Robert A Krebs
Biological, Geological and Environmental Sciences
Cleveland State University
United States of America
"My dual interests in biology and chemistry first took me to Virginia Tech, as the only university in Virginia then that offered a degree titled Biochemistry. In time, I pursued questions in WHY organisms behave the way they do, wording that indicated an interest in evolution and speciation. Thus I left chemistry and took a Masters studying morphological evolution and constraints. From there, I followed the famous line of Horace Greeley,'Go West, young man' to research behavioral mechanisms in speciation for a Ph.D. in Arizona, and several research positions: in population divergence and environmental variation in Australia, developmental variation in high temperature tolerance at the University of Aarhus, DK (with field work in the Canary Islands), and eventually the underlying molecular basis of such changes at the University of Chicago. Tempering my westward migration, I came east to Cleveland, where since 1997 I have continued to study the relationship between environmental variation and genetic divergence within species, moving from a model species group, fruit flies, to freshwater mussels. These animals have largely failed to adapt to the changes of urban living, often declining in numbers or disappearing completely. Understanding their tolerance limits to diverse stresses in rivers and lakes is a critical step to initiate recovery, and also one necessary to understand the population biology of this enigmatic family of mollusks."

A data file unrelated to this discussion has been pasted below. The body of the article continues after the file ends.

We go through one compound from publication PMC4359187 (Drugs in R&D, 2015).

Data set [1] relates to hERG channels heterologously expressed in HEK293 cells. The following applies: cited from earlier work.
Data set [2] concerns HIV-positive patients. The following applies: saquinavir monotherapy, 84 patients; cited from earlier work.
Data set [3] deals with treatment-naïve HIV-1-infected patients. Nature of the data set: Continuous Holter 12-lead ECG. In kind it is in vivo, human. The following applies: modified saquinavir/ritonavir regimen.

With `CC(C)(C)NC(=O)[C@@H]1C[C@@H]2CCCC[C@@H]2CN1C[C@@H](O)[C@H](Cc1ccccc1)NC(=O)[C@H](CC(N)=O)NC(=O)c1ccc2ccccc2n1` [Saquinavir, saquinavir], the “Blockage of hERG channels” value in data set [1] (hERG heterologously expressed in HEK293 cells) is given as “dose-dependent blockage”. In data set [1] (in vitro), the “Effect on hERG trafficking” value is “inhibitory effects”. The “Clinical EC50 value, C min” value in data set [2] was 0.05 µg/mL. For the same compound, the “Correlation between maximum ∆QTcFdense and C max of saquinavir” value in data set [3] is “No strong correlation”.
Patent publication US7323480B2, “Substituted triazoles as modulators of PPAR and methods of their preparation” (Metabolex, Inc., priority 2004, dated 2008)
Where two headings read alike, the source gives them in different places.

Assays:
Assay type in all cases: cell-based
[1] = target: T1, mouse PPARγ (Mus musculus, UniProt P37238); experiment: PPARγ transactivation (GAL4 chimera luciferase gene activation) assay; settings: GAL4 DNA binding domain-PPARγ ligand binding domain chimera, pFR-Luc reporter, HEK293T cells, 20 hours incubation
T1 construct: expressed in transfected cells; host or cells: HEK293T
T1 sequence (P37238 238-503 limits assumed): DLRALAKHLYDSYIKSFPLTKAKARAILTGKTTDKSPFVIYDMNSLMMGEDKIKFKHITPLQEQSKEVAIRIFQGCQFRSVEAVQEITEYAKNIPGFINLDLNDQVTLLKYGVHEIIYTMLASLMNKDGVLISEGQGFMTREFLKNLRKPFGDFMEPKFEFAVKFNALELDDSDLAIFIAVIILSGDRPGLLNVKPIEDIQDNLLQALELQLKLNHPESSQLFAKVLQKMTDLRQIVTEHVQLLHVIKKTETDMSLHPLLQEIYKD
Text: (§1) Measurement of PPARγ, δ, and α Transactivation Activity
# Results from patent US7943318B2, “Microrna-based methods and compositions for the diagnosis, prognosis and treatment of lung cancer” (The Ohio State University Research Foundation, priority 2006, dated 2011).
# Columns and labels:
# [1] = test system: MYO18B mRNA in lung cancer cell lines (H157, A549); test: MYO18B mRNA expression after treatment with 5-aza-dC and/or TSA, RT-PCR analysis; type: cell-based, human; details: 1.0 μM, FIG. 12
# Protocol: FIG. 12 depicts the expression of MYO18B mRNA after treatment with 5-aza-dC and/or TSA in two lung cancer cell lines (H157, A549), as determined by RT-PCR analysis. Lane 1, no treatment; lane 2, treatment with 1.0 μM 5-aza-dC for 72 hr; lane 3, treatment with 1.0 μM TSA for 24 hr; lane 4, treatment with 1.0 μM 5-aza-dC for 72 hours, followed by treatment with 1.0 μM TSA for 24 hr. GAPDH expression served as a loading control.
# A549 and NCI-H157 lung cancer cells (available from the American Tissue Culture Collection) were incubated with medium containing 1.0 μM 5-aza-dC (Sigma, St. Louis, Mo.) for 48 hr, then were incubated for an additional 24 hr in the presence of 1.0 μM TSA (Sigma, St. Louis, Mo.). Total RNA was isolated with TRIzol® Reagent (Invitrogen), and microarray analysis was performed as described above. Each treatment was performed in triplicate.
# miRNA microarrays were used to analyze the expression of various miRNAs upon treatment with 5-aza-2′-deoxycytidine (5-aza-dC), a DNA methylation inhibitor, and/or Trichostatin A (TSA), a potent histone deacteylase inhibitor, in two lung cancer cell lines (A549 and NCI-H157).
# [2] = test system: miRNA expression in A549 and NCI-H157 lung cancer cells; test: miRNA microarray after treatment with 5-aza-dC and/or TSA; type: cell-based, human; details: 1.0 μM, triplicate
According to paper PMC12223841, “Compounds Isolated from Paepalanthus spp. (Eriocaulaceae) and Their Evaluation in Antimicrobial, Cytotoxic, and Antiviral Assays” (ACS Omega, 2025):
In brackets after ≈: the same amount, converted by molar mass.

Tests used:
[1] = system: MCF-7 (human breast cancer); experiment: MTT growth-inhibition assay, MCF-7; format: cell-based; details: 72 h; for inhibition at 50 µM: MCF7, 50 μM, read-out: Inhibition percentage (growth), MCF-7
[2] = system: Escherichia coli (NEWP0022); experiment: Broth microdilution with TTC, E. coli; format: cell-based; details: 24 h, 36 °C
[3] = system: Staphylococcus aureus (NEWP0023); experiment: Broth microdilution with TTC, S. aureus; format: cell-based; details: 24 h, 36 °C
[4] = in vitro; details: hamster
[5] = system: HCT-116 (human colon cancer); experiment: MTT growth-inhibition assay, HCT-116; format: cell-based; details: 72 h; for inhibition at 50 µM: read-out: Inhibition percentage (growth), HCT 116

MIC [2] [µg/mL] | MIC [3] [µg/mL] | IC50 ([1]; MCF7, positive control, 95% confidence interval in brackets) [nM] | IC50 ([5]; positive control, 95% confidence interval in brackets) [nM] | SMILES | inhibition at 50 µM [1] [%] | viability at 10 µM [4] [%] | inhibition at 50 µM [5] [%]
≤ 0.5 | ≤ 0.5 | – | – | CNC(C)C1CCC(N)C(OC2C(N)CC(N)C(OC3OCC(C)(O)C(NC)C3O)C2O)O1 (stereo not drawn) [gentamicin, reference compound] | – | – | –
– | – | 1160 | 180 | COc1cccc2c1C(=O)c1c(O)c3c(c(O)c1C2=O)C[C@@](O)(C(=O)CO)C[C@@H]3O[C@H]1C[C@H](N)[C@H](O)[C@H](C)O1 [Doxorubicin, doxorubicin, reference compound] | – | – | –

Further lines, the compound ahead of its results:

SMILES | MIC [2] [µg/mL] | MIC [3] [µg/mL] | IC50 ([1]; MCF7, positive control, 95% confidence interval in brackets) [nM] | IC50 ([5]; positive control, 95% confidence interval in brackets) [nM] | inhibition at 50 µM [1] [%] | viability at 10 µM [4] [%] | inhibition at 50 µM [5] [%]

My research interests have moved from a long history of work on the underlying physiological and ecological causes of population divergence primarily in Drosophila as a model organism, to an examination of the response of freshwater mussels in the family Unionidae to the many stresses imposed by urbanization and agriculture.Loss of unionid mussels became a state and national wildlife concern. Within the Lake Erie watershed, populations in the numerous small rivers flowing to the lake are largely isolated, as the introduction of zebra and quagga mussels (family Dreissinidae) decimated native mussel populations. Currently, water quality is improving, providing an unusual opportunity to track migration and gene flow as species recolonize habitat within watersheds. These studies occur at a local and regional level, aided by collaboration with Dave Zanatta of Central Michigan, with whom an extensive survey of the lower Great Lakes now presents an ecological history of this taxonomic group in and around Lake Erie.
Krebs RA (1994) Effects of short-term thermal extremes on fitness components in D. melanogaster. J Evolutionary Biology 7: 39-49
Krebs RA (1989) Courtship behavior and control of reproductive isolation in Drosophila mojavensis. Evolution 43: 908-913
Krebs RA (1988) The mating behavior of Papilio glaucus: Papilionidae. J Research Lepidoptera 26: 27-31